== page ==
Is it possible to call a method using infix notation?

For example, in Haskell, I could write the following function:

x `isAFactorOf` y = x % y == 0

and then use it like:

if 2 `isAFactorOf` 10 ...

Which in some cases allows for very readable code. Is anything similar to this possible in Scala? I searched for "Scala infix notation", but that term seems to mean something different in Scala.

2 Answers 2


Starting with version 2.10, Scala introduced implicit Classes to handle precisely this issue.

This will perform an implicit conversion on a given type to a wrapped class, which can contain your own methods and values.

In your specific case, you'd use something like this:

implicit class RichInt(x: Int) {
  def isAFactorOf(y: Int) = x % y == 0

// or, without dot-syntax
2 isAFactorOf 10

Note that when compiled, this will end up boxing our raw value into a RichInt(2). You can get around this by declaring your RichInt as a subclass of AnyVal:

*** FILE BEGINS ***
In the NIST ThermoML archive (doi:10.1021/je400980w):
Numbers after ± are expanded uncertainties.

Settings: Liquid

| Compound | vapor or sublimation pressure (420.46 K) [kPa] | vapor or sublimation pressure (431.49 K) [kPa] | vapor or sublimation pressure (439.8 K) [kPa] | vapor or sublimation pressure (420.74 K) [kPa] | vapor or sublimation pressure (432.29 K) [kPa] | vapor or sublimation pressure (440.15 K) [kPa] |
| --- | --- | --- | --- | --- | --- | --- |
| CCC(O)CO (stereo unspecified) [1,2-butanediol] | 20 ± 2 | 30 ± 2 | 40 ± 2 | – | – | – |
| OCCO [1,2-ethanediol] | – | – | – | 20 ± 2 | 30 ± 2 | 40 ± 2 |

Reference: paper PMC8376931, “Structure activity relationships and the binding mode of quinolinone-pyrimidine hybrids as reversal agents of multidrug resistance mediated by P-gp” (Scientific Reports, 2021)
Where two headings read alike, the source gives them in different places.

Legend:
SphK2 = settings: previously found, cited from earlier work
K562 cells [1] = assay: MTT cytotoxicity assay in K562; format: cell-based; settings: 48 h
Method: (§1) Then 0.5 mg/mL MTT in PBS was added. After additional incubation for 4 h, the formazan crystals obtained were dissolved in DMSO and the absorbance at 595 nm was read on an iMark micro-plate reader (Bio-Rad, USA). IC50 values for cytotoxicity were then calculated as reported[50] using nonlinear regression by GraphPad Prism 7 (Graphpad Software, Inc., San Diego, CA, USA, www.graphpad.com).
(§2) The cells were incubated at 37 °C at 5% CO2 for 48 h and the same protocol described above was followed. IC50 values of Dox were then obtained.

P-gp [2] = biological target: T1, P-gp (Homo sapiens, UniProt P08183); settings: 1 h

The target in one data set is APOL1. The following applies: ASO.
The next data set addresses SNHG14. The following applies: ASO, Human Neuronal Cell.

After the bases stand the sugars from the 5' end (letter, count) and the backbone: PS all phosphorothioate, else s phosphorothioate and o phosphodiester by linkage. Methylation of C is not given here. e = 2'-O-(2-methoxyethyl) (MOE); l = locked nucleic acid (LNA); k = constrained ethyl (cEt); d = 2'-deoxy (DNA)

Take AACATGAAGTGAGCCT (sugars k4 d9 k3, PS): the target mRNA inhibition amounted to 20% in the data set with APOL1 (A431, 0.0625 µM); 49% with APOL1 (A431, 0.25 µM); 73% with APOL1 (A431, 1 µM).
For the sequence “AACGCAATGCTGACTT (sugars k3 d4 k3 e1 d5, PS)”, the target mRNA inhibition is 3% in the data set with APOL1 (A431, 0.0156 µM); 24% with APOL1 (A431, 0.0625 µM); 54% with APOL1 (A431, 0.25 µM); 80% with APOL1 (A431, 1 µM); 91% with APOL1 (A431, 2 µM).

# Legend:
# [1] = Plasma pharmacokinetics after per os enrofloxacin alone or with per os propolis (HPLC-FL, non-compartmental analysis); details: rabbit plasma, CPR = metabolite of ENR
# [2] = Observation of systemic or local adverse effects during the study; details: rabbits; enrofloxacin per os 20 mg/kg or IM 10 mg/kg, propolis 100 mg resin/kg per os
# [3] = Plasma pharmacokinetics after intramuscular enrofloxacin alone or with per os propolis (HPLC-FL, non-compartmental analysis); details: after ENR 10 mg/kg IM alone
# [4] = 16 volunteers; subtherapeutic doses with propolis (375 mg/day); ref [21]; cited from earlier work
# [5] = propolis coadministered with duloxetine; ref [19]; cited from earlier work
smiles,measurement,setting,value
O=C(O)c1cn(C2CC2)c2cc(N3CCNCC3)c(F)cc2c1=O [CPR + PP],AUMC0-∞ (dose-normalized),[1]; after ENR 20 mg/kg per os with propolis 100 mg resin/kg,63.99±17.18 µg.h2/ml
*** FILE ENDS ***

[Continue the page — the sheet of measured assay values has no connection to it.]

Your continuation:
implicit class RichInt(val x: Int) extends AnyVal { ... }

This won't cause boxing, but it's more restrictive than a typical implicit class. It can only contain methods, not values or state.

  • 2
    You should probably mention that implicit classes can't be top-level, so the implicit class will need to be defined locally. Dec 20, 2014 at 15:54

Essentially, in Scala you can't call a function in an infix manner, but you can define a method on a type, which the left argument can be converted to implicitly. So for your example, you can define a class which has a method isAFactorOf (taking an Int) and indicate that an Int can be implicitly converted to an instance of this class.

If you look at this answer https://stackoverflow.com/a/3119671 to another question, you will see the syntax in Scala which works equivalently.

  • It's worth pointing out that new versions of Scala have a construct explicitly for this, which the answer linked does not address: implicit class RichInt(i: Int) { def square() = i * i }.
    – KChaloux
    Dec 5, 2014 at 13:58

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